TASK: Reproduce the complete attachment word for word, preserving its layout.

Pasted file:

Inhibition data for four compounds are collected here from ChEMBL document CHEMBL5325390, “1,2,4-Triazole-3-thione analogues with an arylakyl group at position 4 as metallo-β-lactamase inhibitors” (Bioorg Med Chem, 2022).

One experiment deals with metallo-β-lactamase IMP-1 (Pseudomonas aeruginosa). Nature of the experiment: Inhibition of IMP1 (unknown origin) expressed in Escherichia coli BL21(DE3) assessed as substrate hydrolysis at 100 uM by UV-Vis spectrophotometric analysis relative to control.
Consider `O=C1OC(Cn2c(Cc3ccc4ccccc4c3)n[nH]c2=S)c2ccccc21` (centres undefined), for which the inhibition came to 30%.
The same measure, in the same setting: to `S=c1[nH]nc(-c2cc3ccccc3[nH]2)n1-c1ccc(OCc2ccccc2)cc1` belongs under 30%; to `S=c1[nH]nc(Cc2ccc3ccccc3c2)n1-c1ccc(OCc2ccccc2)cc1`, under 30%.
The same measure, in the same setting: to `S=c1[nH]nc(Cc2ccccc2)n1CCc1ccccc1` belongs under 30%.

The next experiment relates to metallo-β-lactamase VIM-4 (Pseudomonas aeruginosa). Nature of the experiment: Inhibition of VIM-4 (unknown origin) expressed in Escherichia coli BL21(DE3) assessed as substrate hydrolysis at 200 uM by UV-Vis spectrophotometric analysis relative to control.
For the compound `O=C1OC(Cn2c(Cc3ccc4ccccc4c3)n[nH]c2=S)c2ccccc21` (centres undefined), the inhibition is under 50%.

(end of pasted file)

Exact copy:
Inhibition data for four compounds are collected here from ChEMBL document CHEMBL5325390, “1,2,4-Triazole-3-thione analogues with an arylakyl group at position 4 as metallo-β-lactamase inhibitors” (Bioorg Med Chem, 2022).

One experiment deals with metallo-β-lactamase IMP-1 (Pseudomonas aeruginosa). Nature of the experiment: Inhibition of IMP1 (unknown origin) expressed in Escherichia coli BL21(DE3) assessed as substrate hydrolysis at 100 uM by UV-Vis spectrophotometric analysis relative to control.
Consider `O=C1OC(Cn2c(Cc3ccc4ccccc4c3)n[nH]c2=S)c2ccccc21` (centres undefined), for which the inhibition came to 30%.
The same measure, in the same setting: to `S=c1[nH]nc(-c2cc3ccccc3[nH]2)n1-c1ccc(OCc2ccccc2)cc1` belongs under 30%; to `S=c1[nH]nc(Cc2ccc3ccccc3c2)n1-c1ccc(OCc2ccccc2)cc1`, under 30%.
The same measure, in the same setting: to `S=c1[nH]nc(Cc2ccccc2)n1CCc1ccccc1` belongs under 30%.

The next experiment relates to metallo-β-lactamase VIM-4 (Pseudomonas aeruginosa). Nature of the experiment: Inhibition of VIM-4 (unknown origin) expressed in Escherichia coli BL21(DE3) assessed as substrate hydrolysis at 200 uM by UV-Vis spectrophotometric analysis relative to control.
For the compound `O=C1OC(Cn2c(Cc3ccc4ccccc4c3)n[nH]c2=S)c2ccccc21` (centres undefined), the inhibition is under 50%.